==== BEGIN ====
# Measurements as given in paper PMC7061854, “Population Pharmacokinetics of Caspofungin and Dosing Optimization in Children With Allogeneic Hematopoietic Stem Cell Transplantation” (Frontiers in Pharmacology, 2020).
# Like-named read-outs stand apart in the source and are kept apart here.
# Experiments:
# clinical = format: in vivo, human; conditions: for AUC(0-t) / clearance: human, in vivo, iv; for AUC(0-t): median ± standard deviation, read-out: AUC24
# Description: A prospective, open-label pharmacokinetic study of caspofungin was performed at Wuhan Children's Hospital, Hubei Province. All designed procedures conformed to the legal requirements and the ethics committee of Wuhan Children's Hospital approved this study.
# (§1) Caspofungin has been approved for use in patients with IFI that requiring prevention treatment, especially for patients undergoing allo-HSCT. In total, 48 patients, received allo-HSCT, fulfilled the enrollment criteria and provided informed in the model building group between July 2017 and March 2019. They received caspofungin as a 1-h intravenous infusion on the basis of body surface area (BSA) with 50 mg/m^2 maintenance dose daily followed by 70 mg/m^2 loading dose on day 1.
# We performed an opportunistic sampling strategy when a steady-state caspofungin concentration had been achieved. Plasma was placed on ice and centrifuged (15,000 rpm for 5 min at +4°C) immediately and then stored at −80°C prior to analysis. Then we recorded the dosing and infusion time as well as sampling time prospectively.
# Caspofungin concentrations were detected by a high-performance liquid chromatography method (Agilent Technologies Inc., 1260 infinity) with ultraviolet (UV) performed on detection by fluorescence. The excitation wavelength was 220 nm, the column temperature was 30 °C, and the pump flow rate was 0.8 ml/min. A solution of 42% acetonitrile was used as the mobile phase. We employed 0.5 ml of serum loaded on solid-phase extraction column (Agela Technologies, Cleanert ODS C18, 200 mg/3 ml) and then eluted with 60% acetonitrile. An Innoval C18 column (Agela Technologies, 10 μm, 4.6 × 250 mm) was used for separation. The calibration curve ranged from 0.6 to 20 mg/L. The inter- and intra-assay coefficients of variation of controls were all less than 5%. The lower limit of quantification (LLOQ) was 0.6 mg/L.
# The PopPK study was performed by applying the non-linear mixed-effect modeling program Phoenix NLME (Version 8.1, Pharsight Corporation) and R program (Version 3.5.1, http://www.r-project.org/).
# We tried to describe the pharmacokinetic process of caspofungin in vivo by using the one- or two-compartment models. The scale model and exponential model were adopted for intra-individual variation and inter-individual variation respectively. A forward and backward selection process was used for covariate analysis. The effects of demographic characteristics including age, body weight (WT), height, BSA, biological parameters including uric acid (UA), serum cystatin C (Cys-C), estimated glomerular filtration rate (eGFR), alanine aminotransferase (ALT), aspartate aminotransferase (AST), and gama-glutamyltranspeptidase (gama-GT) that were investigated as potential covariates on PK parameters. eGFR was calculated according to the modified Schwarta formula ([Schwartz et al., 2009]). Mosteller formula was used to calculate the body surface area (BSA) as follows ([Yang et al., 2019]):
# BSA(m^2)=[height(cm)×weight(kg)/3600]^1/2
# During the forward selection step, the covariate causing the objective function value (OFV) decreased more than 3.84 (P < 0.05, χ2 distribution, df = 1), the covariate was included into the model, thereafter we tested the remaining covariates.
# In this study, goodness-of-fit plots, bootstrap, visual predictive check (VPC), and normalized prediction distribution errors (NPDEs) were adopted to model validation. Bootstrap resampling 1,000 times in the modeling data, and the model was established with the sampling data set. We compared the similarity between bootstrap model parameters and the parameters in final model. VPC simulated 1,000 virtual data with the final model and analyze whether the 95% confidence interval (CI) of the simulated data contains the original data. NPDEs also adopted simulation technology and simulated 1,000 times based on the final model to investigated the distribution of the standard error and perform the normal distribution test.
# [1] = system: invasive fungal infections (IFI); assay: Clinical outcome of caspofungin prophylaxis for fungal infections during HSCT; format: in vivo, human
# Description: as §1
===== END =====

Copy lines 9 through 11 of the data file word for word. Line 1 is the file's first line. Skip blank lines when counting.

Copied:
# The PopPK study was performed by applying the non-linear mixed-effect modeling program Phoenix NLME (Version 8.1, Pharsight Corporation) and R program (Version 3.5.1, http://www.r-project.org/).
# We tried to describe the pharmacokinetic process of caspofungin in vivo by using the one- or two-compartment models. The scale model and exponential model were adopted for intra-individual variation and inter-individual variation respectively. A forward and backward selection process was used for covariate analysis. The effects of demographic characteristics including age, body weight (WT), height, BSA, biological parameters including uric acid (UA), serum cystatin C (Cys-C), estimated glomerular filtration rate (eGFR), alanine aminotransferase (ALT), aspartate aminotransferase (AST), and gama-glutamyltranspeptidase (gama-GT) that were investigated as potential covariates on PK parameters. eGFR was calculated according to the modified Schwarta formula ([Schwartz et al., 2009]). Mosteller formula was used to calculate the body surface area (BSA) as follows ([Yang et al., 2019]):
# BSA(m^2)=[height(cm)×weight(kg)/3600]^1/2